June 10, 2023

The ongoing World Cup has been termed as the most even festival of football in recent memory. The argument given is that there is not one stand-out team that seems to be calling the shots. While there are numerous reasons being discussed – mid-season World Cup being one of them – the lack of ‘a complete midfield’ in any of the teams is probably a bigger factor.
While the attackers corner the glory, the midfield is the actual engine-room of a football team. An ideal midfield set-up should have three positions – the defensive midfielder, the holding midfielder and the attacking midfielder – of equal class and quality. There are teams like Brazil in this World Cup, who prefer playing with two holding midfielders and three out and out attackers along with a striker up top.

But it sometimes creates an imbalance that can be cashed in, especially on the defensive front, by quality opposition. Of the four teams that have already made the quarterfinals, Argentina are probably the weakest in the midfield department. Rodrigo de Paul is bringing his physicality to the fore, working as the defensive shield, but he isn’t exactly elite class. Brighton’s Alexis Mac Allister is a workhorse, but he, too, lacks the class while Enzo Fernandez is promising but is still learning the ropes. It is Leo Messi’s brilliance that is papering over the cracks, but the true Argentina fan would know their World Cup begins now.
Argentina’s quarterfinal opponent, Netherlands, play a 5-man midfield with Inter Milan’s Denzel Dumfries and Ajax’s Daley Blind playing as the two wing back/half. It allows more creativity down the flanks which was evident in their game against USA, but there could be spaces behind them to exploit for Messi & Co.
The real work for Netherlands happens through the wily Frenkie de Jong of Barcelona. He works as the bridge between the defence and attack and it is his intelligence and quality that will hold key to Netherlands’ chances against Argentina. France, the third quarterfinalist in the equation, are somewhat in the same boat as Argentina. Though Aurelien Tchouameni is considered elite as the defensive midfielder, he lacks experience. Juventus’ Adrien Rabiot as the central midfielder has been good till now his heading abilities inside the box an added advantage but the Frenchman isn’t exactly Paul Pogba class. Antoine Griezmann, in an attacking midfielder’s role, did a fine job against Poland, but he is coming to the quadrennial showpiece on the back of two wretched club seasons. There are limitations to his game which can be seriously exposed against better opposition.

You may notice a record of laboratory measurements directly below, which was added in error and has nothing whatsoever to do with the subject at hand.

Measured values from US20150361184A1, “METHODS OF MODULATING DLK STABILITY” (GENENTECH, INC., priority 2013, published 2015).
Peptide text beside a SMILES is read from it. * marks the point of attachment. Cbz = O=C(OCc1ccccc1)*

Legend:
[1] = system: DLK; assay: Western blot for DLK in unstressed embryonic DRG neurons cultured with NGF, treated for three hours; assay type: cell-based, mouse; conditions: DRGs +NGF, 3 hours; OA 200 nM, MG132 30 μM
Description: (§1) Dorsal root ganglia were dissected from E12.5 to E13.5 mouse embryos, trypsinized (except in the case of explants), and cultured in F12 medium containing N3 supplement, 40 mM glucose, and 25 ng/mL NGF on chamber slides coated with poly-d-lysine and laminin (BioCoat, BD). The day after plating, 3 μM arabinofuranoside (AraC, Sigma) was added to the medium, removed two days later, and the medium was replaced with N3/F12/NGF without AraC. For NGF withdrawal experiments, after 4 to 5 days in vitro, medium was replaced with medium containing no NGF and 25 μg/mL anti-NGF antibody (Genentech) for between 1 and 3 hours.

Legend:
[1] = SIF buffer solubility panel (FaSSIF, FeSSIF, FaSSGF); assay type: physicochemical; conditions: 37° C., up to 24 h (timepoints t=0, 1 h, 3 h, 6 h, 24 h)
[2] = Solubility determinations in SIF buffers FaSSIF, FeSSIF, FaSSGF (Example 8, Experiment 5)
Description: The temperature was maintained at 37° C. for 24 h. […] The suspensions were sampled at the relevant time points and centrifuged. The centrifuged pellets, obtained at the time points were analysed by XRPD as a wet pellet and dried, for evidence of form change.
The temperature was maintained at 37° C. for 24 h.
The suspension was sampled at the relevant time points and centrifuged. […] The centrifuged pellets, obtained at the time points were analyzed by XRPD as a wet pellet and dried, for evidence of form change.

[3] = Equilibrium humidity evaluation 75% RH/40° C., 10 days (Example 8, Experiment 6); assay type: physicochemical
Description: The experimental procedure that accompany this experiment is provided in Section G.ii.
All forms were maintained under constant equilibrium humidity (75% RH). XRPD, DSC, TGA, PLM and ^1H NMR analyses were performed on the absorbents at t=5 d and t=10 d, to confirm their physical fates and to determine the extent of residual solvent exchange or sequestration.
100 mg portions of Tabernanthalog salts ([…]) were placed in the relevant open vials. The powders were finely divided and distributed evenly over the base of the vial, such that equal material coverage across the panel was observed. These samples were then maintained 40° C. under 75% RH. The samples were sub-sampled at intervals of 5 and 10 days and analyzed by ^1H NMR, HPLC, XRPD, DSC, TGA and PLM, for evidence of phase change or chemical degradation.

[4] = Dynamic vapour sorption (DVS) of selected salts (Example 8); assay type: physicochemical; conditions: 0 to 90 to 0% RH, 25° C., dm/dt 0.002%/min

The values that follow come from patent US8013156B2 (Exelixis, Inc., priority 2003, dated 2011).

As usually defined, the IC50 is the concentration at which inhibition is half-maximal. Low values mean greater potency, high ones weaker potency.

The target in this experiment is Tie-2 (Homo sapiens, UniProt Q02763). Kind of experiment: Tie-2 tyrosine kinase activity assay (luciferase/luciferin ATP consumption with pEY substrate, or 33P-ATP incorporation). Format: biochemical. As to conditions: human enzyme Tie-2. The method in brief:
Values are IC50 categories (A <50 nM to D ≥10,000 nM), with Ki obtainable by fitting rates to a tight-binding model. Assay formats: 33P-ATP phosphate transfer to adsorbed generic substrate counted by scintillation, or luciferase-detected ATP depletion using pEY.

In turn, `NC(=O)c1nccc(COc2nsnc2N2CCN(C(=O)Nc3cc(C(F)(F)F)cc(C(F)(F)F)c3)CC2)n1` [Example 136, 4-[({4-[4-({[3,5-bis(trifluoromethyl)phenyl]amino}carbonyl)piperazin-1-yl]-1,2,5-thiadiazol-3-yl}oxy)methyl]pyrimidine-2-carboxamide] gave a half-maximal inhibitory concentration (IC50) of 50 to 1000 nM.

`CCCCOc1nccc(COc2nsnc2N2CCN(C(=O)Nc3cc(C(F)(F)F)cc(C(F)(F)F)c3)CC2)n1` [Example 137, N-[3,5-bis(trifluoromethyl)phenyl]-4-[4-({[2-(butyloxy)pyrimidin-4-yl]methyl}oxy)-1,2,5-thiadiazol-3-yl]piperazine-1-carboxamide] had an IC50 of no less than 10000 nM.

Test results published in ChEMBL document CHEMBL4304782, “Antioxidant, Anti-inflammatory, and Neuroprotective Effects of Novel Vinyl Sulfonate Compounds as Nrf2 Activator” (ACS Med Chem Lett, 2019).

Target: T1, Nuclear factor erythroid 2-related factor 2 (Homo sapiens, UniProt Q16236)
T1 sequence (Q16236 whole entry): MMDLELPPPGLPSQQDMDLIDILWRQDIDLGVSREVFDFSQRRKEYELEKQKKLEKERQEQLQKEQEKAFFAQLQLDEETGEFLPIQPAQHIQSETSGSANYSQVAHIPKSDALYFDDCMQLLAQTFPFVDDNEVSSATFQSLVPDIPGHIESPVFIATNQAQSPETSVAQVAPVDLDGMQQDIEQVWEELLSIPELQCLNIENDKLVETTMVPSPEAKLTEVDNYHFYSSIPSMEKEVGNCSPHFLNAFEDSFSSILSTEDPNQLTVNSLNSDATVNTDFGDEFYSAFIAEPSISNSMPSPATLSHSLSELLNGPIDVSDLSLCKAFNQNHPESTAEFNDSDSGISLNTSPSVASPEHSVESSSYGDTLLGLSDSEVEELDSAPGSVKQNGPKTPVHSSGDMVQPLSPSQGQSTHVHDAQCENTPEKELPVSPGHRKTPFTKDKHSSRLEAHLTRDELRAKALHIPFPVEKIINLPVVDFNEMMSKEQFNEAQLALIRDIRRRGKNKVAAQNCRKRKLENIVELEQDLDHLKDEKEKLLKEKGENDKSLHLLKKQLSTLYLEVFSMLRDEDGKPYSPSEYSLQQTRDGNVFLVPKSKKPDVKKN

The fourth team making the cut on Sunday night, England, are probably the most balanced when it comes to midfield. While Declan Rice, Jordan Henderson and the brilliant Jude Bellingham played on Sunday, they have top-class back-up for each position. The likes of Eric Dier, Jack Grealish, who come in as substitutes, are more than capable, while Harry Kane, playing as a bit of a link-up between midfield and attack, is really making England look potent.
Another team that has unbelievable quality in midfield is Spain, who will play their quarterfinal against Morocco on Tuesday. The Barca trio of Sergio Busquets, Gavi and Pedri complement each other in every way possible, but it is to be seen how their attack matches up to sturdy opposition towards the business end.


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